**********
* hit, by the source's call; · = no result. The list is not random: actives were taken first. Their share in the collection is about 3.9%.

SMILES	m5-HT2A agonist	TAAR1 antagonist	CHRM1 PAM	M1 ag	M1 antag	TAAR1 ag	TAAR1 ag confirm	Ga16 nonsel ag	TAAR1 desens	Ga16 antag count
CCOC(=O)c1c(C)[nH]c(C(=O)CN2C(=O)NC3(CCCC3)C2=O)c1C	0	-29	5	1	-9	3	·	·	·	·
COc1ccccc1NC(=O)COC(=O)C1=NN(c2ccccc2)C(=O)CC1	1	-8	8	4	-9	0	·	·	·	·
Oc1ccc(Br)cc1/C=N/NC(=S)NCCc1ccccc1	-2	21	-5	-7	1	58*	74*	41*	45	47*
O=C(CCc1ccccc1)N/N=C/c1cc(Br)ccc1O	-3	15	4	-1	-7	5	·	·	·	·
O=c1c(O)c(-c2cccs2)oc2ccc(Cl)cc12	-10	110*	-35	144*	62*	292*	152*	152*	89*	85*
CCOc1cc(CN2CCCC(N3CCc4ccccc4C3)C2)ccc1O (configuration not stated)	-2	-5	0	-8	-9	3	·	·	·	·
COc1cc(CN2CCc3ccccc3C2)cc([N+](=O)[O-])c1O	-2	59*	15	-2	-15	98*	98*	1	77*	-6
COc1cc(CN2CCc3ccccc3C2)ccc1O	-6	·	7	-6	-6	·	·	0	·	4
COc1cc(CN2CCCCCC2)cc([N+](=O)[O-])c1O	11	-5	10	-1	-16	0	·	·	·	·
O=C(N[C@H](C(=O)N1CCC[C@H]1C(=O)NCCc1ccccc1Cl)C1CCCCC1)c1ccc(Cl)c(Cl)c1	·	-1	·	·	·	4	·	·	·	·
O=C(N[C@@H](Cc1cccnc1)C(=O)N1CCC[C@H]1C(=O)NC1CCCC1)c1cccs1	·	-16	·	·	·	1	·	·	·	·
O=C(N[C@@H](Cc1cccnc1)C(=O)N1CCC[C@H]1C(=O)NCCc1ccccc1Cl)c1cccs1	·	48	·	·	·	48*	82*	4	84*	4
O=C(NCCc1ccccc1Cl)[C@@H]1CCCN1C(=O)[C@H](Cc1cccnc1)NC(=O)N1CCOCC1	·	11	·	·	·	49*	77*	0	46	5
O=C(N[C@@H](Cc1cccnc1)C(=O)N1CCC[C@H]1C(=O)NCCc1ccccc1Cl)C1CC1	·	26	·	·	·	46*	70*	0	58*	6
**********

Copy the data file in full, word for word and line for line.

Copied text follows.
* hit, by the source's call; · = no result. The list is not random: actives were taken first. Their share in the collection is about 3.9%.

SMILES	m5-HT2A agonist	TAAR1 antagonist	CHRM1 PAM	M1 ag	M1 antag	TAAR1 ag	TAAR1 ag confirm	Ga16 nonsel ag	TAAR1 desens	Ga16 antag count
CCOC(=O)c1c(C)[nH]c(C(=O)CN2C(=O)NC3(CCCC3)C2=O)c1C	0	-29	5	1	-9	3	·	·	·	·
COc1ccccc1NC(=O)COC(=O)C1=NN(c2ccccc2)C(=O)CC1	1	-8	8	4	-9	0	·	·	·	·
Oc1ccc(Br)cc1/C=N/NC(=S)NCCc1ccccc1	-2	21	-5	-7	1	58*	74*	41*	45	47*
O=C(CCc1ccccc1)N/N=C/c1cc(Br)ccc1O	-3	15	4	-1	-7	5	·	·	·	·
O=c1c(O)c(-c2cccs2)oc2ccc(Cl)cc12	-10	110*	-35	144*	62*	292*	152*	152*	89*	85*
CCOc1cc(CN2CCCC(N3CCc4ccccc4C3)C2)ccc1O (configuration not stated)	-2	-5	0	-8	-9	3	·	·	·	·
COc1cc(CN2CCc3ccccc3C2)cc([N+](=O)[O-])c1O	-2	59*	15	-2	-15	98*	98*	1	77*	-6
COc1cc(CN2CCc3ccccc3C2)ccc1O	-6	·	7	-6	-6	·	·	0	·	4
COc1cc(CN2CCCCCC2)cc([N+](=O)[O-])c1O	11	-5	10	-1	-16	0	·	·	·	·
O=C(N[C@H](C(=O)N1CCC[C@H]1C(=O)NCCc1ccccc1Cl)C1CCCCC1)c1ccc(Cl)c(Cl)c1	·	-1	·	·	·	4	·	·	·	·
O=C(N[C@@H](Cc1cccnc1)C(=O)N1CCC[C@H]1C(=O)NC1CCCC1)c1cccs1	·	-16	·	·	·	1	·	·	·	·
O=C(N[C@@H](Cc1cccnc1)C(=O)N1CCC[C@H]1C(=O)NCCc1ccccc1Cl)c1cccs1	·	48	·	·	·	48*	82*	4	84*	4
O=C(NCCc1ccccc1Cl)[C@@H]1CCCN1C(=O)[C@H](Cc1cccnc1)NC(=O)N1CCOCC1	·	11	·	·	·	49*	77*	0	46	5
O=C(N[C@@H](Cc1cccnc1)C(=O)N1CCC[C@H]1C(=O)NCCc1ccccc1Cl)C1CC1	·	26	·	·	·	46*	70*	0	58*	6